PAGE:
Memorandum submitted by James Levy
Re: the dangerous adverse consequences of the
present combination of biofuel incentives and free trade policies.
I would like to testify that:
1. Attempts to reduce climate impacts using
biofuel incentives are being frustrated by subservience to a free
trade agenda on the source commodities both by the UK and EU as
2. In particular, it is strongly evidence
that the current free market policy on vegetable oils means that
biodiesel incentives are having a dramatically counter-productive
2.1 palm oil grown in tropical countries
is able to undercut all other potential large-scale sources of
2.2 the additional market for palm oil is
pushing its market price and leading to massive speculative forest
clearance for new plantations.
2.3 deforestation itself, and oxidation of
peat beds accelerated by forest clearance, are very considerable
sources of carbon dioxide discharges, while the forests and peat
beds are valuable carbon sinks, but conventional biofuel life
cycle emissions models do not account for this.
2.4 the effect of these massive discharges
is to narrow, not widen, the window of opportunity to stabilize
greenhouse gas levels below a critical threshold.
2.5 in addition, the loss of precious natural
heritage (orang-utan) and displacement of native peoples must
3. The effect of the free market is that
even if the government disqualified palm oil from the Renewable
Transport Fuels Obligation, the additional demand for veg-oil
would create new demand for palm oil in the wider veg-oil market.
4. Incentives for soya oil are also being
criticized for encouraging forest displacement.
5. The consequences of incentives for bioethanol
replacing petrol are more complex and unclear, but are still deserving
6. The government has not taken adequate
account of, and has sometimes omitted reference to, major adverse
consequences of current biofuels policies:
6.1 The 2006 Budget (item 7.67) has not disqualified
any kind of imported biofuels from the Fuel Duty Discount. This
creates a boundless market for imported biofuesl, in particular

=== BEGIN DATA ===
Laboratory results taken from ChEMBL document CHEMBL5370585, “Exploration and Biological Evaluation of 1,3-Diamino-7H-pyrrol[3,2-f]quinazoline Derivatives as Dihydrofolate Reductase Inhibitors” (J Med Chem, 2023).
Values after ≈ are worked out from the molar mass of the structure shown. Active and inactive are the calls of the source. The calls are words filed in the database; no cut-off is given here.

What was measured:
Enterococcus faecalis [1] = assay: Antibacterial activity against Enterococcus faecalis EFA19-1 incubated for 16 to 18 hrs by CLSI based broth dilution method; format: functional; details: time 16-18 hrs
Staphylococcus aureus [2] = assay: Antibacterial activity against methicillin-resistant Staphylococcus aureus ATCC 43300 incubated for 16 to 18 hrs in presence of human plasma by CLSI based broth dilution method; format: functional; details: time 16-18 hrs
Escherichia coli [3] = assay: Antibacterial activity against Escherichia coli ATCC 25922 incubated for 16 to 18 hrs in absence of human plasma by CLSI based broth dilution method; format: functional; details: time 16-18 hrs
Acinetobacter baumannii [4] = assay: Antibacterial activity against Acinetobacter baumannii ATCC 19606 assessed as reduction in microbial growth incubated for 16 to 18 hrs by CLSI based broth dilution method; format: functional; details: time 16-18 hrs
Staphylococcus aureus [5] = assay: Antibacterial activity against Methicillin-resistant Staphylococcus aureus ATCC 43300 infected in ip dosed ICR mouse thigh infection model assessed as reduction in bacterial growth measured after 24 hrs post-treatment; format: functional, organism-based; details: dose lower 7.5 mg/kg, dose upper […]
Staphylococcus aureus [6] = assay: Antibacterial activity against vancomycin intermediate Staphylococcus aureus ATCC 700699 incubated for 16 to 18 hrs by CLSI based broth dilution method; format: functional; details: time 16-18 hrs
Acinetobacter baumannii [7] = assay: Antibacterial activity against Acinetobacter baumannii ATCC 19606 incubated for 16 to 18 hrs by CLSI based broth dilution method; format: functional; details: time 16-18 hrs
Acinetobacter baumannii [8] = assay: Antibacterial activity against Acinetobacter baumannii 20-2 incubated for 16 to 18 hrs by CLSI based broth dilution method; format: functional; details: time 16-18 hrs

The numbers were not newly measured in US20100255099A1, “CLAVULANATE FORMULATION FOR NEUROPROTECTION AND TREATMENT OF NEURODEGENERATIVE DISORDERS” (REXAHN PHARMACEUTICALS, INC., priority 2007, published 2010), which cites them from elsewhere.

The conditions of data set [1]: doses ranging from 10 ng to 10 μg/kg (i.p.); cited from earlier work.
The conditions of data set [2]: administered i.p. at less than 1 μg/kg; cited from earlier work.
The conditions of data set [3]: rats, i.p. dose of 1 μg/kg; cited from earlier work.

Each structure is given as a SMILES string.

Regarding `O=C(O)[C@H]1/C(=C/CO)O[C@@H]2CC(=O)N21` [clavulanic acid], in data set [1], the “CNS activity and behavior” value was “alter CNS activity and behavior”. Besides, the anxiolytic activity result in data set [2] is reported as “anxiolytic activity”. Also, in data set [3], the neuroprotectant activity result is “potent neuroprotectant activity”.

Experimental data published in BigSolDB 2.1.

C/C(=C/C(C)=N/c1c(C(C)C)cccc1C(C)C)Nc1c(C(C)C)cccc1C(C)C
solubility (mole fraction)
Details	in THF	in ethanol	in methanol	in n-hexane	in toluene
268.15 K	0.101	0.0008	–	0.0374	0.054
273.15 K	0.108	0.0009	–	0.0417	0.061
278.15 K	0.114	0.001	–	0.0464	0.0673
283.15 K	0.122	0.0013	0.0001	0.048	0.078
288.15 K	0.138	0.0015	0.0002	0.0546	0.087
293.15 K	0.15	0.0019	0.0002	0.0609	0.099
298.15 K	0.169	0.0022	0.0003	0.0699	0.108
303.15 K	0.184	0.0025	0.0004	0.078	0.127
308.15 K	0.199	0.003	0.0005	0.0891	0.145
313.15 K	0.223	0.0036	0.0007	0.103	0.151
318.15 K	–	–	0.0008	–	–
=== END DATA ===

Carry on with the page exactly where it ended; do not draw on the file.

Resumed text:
palm and soya oil, beyond the dictates of the EU biofuels directive
and regardless of their adverse consequences.
6.2 The 2006 Budget (item 7.66) stated that
it intends to increase biofuel incentives after 2010-11 subject
to infrastructure, vehicle capabilities nad cost, while "ensuring
biofuels are sourced sustainably" (7.68) with no caution
expressed or mention of potential adverse environmental consequences.
6.3 The 2005 Pre-Budget Report (item 7.54)
announced consultations with "stakeholders" over the
implementation of biofuels incentives, but not with conservationists
or anyone else.
6.4 "Climate Change, The UK Programme
2006" report notes that emissions savings are lower than
headline due to the agricultural and processing costs (section
5 Transport, 17). However, such models do not allow for the massive
carbon discharges when rainforests are displaced, or loss of their
value as carbon sinks, which is occurring considerably in practice
(see 2.1-2.3 above).
6.5 The plans to encourage sustainable supply
(ibid, 21-23) appear insufficient to deter the displacement of
the additional demand for veg-oils on to new forest clearances
for palm oil (as set out in 2 above) in the current free market
approach to the supply commodities adhered to by the UK nad wider
Appendices [not printed]
1. "Worse Than Fossil Fuel", article
b George Monbiot in The Guardian, 6 December 2005, pages 1-3.
2. Canadian government report "Vegetable
Oils: Competition in a changing market", 10 June 2005, pages
3. "CPO Prices Seen UP in 06 As Biodiesel
Fuels Demand", Dow Jones Newswires, 24 February 2006 pages
4. "Asian peat fires add to warming",
BBC News, 3 September 2005 pages 1-2.
5. "Soya is not the solution to climate
change", letter by WWF-Brazil to The Guardian, 16 March 2006.
6. "EU must ensure bioenergy is really
green", press release by Birdlife (international federation
of bird protection societies), 7 December 2005.